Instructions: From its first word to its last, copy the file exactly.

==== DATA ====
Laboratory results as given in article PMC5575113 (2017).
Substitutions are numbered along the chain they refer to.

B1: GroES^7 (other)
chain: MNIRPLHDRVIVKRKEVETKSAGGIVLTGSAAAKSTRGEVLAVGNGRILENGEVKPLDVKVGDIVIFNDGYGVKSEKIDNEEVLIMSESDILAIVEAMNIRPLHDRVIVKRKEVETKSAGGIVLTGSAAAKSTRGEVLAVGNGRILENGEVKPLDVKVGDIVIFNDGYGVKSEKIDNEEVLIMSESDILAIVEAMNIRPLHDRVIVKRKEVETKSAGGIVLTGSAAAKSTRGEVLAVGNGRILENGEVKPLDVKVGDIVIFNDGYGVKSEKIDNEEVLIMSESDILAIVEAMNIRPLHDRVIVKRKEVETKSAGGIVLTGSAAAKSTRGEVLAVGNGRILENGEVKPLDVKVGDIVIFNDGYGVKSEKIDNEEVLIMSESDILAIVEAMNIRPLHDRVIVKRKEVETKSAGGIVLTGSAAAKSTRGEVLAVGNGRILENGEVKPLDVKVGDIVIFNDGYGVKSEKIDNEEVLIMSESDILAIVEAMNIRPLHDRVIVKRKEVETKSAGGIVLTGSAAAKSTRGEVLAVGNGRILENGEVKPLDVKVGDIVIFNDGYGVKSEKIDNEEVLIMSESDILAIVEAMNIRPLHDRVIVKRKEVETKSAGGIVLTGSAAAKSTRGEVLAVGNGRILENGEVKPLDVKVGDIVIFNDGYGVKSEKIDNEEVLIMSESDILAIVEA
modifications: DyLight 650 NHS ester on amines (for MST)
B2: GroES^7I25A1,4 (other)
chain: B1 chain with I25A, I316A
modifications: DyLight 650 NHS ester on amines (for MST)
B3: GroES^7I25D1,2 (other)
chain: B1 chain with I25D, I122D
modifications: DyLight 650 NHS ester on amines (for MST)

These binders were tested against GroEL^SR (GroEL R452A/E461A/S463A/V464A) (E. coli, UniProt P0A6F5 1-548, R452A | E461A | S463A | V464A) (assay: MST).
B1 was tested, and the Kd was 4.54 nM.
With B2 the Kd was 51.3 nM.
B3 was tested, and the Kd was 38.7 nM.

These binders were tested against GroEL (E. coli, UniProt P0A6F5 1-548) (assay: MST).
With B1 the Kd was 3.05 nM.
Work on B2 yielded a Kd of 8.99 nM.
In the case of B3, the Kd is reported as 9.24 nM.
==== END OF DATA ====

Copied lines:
Laboratory results as given in article PMC5575113 (2017).
Substitutions are numbered along the chain they refer to.

B1: GroES^7 (other)
chain: MNIRPLHDRVIVKRKEVETKSAGGIVLTGSAAAKSTRGEVLAVGNGRILENGEVKPLDVKVGDIVIFNDGYGVKSEKIDNEEVLIMSESDILAIVEAMNIRPLHDRVIVKRKEVETKSAGGIVLTGSAAAKSTRGEVLAVGNGRILENGEVKPLDVKVGDIVIFNDGYGVKSEKIDNEEVLIMSESDILAIVEAMNIRPLHDRVIVKRKEVETKSAGGIVLTGSAAAKSTRGEVLAVGNGRILENGEVKPLDVKVGDIVIFNDGYGVKSEKIDNEEVLIMSESDILAIVEAMNIRPLHDRVIVKRKEVETKSAGGIVLTGSAAAKSTRGEVLAVGNGRILENGEVKPLDVKVGDIVIFNDGYGVKSEKIDNEEVLIMSESDILAIVEAMNIRPLHDRVIVKRKEVETKSAGGIVLTGSAAAKSTRGEVLAVGNGRILENGEVKPLDVKVGDIVIFNDGYGVKSEKIDNEEVLIMSESDILAIVEAMNIRPLHDRVIVKRKEVETKSAGGIVLTGSAAAKSTRGEVLAVGNGRILENGEVKPLDVKVGDIVIFNDGYGVKSEKIDNEEVLIMSESDILAIVEAMNIRPLHDRVIVKRKEVETKSAGGIVLTGSAAAKSTRGEVLAVGNGRILENGEVKPLDVKVGDIVIFNDGYGVKSEKIDNEEVLIMSESDILAIVEA
modifications: DyLight 650 NHS ester on amines (for MST)
B2: GroES^7I25A1,4 (other)
chain: B1 chain with I25A, I316A
modifications: DyLight 650 NHS ester on amines (for MST)
B3: GroES^7I25D1,2 (other)
chain: B1 chain with I25D, I122D
modifications: DyLight 650 NHS ester on amines (for MST)

These binders were tested against GroEL^SR (GroEL R452A/E461A/S463A/V464A) (E. coli, UniProt P0A6F5 1-548, R452A | E461A | S463A | V464A) (assay: MST).
B1 was tested, and the Kd was 4.54 nM.
With B2 the Kd was 51.3 nM.
B3 was tested, and the Kd was 38.7 nM.

These binders were tested against GroEL (E. coli, UniProt P0A6F5 1-548) (assay: MST).
With B1 the Kd was 3.05 nM.
Work on B2 yielded a Kd of 8.99 nM.
In the case of B3, the Kd is reported as 9.24 nM.